By Luke Geiver
This month, New Mexico joined a handful of states mandating the use of biodiesel. All state agencies, political subdivisions and public schools operating on-road motor vehicles are now required to use at least B5. After July 1, 2012, the B5 mandate will extend to consumers, and unless the state agriculture and energy departments find that the state has an insufficient supply of biodiesel, or the price of biodiesel significantly exceeds the price of diesel fuel for at least two months, the mandates will stay in effect. Rio Valley Biofuels, a biodiesel producer in Anthony, N.M., hopes the mandate will cause the government fleets to use more biodiesel, plant operations manager Jed Smith told Biodiesel Magazine.
Some government fleets however, didn’t need a mandate. The South Central Solid Waste Authority, a state agency responsible for management of solid waste in Las Cruces and Dona Ana County, has already run B20 blends in the majority of its diesel vehicles for the past three years. “In 2006, Patrick Peck, the director of SCSWA, approached Rio Valley Biofuels about running a B20 blend in his fleet,” Smith said. “He had been trying to find biodiesel in the area and was excited about the opportunity to use a renewable fuel.” Smith added that Rio Valley was awarded a bid to supply SCSWA with B20 and that SCSWA has been one of the best customers promoting the use of biodiesel in the area.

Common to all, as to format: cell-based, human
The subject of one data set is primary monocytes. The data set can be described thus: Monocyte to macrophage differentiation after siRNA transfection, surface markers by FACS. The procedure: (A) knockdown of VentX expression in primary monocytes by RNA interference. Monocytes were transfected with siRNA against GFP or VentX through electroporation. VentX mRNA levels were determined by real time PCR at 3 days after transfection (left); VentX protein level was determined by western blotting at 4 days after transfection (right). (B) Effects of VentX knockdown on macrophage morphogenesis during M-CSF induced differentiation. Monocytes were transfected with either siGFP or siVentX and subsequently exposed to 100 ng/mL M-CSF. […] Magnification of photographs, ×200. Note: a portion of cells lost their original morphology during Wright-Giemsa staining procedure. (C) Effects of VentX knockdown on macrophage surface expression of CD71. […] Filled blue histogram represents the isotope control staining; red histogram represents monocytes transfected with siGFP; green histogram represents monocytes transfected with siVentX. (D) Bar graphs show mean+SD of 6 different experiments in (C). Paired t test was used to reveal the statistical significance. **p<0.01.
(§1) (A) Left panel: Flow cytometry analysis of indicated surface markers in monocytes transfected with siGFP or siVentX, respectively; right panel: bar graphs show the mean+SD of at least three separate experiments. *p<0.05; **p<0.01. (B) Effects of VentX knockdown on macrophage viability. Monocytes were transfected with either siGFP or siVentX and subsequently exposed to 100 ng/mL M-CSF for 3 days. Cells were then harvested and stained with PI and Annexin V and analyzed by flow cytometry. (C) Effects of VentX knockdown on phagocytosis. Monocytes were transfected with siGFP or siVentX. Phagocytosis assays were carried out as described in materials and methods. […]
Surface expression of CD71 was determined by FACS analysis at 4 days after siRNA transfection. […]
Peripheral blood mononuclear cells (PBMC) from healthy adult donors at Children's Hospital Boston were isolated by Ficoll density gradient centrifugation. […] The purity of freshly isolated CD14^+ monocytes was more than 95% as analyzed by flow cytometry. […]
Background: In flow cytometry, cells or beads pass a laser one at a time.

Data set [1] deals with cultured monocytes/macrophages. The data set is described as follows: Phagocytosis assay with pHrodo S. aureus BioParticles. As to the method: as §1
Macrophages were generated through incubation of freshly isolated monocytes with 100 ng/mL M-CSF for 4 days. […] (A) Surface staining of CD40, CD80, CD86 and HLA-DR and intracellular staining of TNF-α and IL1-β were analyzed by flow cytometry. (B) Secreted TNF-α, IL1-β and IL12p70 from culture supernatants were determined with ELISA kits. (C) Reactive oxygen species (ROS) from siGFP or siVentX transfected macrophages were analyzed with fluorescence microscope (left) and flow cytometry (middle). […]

Every month, SCSWA orders a 7,500-gallon tanker of B20 for use in 16 tractor-trailers and trash trucks, landfill equipment including heavy duty tractors and bulldozers along with four diesel trucks. The feedstock used to produce the B20 generally comes from waste vegetable oil provided by local restaurants, but Smith said the plant can use almost any feedstock.
Rio Valley Biofuels has been producing biodiesel for five years, and “has worked very hard to educate people in the area about biodiesel,” Smith said. Along with SCSWA, El Paso Electric is running its fleet on a B20 blend, the University of Texas at El Paso has been purchasing B20 for its bus fleet since January of 2008 and both the city of Albuquerque and the New Mexico Department of Transportation have been using a blend of biodiesel, according to Smith.